' ' Cinema Romantico: Friday's Old Fashioned: The Long Good Friday (1980)

Friday, April 07, 2023

Friday's Old Fashioned: The Long Good Friday (1980)

There is one moment in John Mackenzie’s “The Long Good Friday” that I can’t stop thinking about. It happens late, after Harold Shand’s (Bob Hoskins) hold on the London underworld has frayed at the seams and he is but moments away from stabbing an associate in the neck with a bottle in a fit of rage. He boards his yacht anchored in the Thames and pours himself a scotch, as one does when stressed. But it’s what he does next that sticks with me, when he goes to his wet bar sink and dollops his liquor of choice with water. Harold is a helluva character, a fascinating mess of contradictions, an East-Ender punching above his weight, manifested in Hoskins’ 5’6” bulldog build, who has a posh middle class girlfriend (Helen Mirren) and, like, you know, obviously, a yacht anchored in the Thames, working hard to cultivate an air of refinement, which is why even here, now, in his darkest hour, he instinctively adds a few drops of water to enhance the aromas of his chosen beverage, a striving for sophistication to the end. In its way, this small moment of behavior is evocative of “The Long Good Friday” as a whole, a movie that churns through incredible amounts of plot even as a character study hides in plain sight, an age-old tale of a corrupt man trying to become legitimate, even if he’s trying to become legitimate with the help of American mafia money, as quietly laugh out loud funny as that scotch and water. 

The movie begins with something of a head scratch, not so much introducing us to characters as just dropping us down alongside a few of them and leaving us to fend for ourselves. It’s confusing, no doubt, but it’s fine. It’s fine because we get up to speed at the same intermittent rate as Harold himself, who is introduced several minutes after this elliptical opening, a deft touch illustrating how events have already been set in motion to uproot his best laid plans. Those plans involve buying up the shabby London docklands with the financial assistance of the American mafia to transform them as a place to construct a stadium for hosting the 1988 Summer Olympics. Harold explains this to potential investors and various lackeys and hangers-on aboard his yacht in a speech where he pitches London as the future capital of Europe, the Tower Bridge looming directly behind him, making it look for all the world like he’s fit for the guillotine and doesn’t even know it. Indeed, as he’s trying to project authority for the Yanks, his authority is being undermined by a mysterious enemy unleashing a series of killings and bombings targeting Harold’s network, turning him into something like a bullheaded private eye by way of peeved kingpin. That his quote-unquote investigation spans Good Friday is a pretty funny joke. Christ suffered for our sins; Harold suffers for his delusions of grandeur.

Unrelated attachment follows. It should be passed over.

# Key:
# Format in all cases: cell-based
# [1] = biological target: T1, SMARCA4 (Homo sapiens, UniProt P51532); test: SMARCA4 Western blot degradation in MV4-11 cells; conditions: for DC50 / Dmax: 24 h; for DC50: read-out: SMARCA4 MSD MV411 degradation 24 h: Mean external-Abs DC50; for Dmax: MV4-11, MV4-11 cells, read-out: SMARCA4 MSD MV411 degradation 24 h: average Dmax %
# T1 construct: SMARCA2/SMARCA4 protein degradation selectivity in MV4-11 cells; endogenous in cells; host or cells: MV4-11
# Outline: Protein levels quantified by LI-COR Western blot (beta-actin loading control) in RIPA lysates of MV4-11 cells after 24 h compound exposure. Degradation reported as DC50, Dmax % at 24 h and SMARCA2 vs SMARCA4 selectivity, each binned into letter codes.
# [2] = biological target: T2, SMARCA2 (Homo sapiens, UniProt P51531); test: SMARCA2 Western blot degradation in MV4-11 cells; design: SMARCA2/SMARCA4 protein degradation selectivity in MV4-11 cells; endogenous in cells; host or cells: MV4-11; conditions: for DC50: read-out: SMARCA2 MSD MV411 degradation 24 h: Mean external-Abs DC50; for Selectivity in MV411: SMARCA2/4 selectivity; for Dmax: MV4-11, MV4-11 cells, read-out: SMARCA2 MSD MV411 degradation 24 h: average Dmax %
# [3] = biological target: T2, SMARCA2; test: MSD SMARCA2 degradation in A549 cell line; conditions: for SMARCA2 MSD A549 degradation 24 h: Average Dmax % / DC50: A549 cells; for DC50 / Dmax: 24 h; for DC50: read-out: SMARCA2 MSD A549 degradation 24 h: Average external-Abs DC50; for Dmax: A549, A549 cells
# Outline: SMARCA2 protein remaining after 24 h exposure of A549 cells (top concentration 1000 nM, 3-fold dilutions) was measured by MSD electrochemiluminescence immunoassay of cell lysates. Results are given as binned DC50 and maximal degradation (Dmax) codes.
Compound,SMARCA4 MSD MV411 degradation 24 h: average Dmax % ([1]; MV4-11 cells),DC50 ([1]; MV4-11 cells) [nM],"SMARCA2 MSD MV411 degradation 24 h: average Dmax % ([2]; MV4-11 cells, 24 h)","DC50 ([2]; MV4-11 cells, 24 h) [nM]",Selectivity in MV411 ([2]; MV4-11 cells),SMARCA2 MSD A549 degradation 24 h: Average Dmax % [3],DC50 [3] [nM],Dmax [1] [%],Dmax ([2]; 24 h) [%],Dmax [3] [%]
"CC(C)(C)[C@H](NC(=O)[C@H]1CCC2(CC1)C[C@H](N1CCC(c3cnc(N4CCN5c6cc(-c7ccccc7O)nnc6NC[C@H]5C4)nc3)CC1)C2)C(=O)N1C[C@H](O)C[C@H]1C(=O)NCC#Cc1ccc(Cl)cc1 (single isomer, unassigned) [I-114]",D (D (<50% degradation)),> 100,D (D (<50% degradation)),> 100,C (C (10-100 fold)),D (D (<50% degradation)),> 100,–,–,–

Myriad film critics and culture writers across the pond have noted how Harold exists as a kind of embodiment of Margaret Thatcher’s capitalist and nationalist platform in becoming UK Prime Minister the year before the movie’s release. But Harold Shand would merely be political cipher without Hoskins’s performance giving it life. It’s not so much the unexpected human dimension he provides in spots as it is how he plays a true force of nature by gradually reducing that forcefulness until all that remains is bluster, a palpably small man who both can’t quite bring himself to see and never fully understands the opposition arrayed against him, not until it’s too late. Though even then, in the unforgettable final scene, in the back of a car, his alternating expressions suggest one part recognition and one part resistance, looking his fate square in the eye and flaring his nostrils. 

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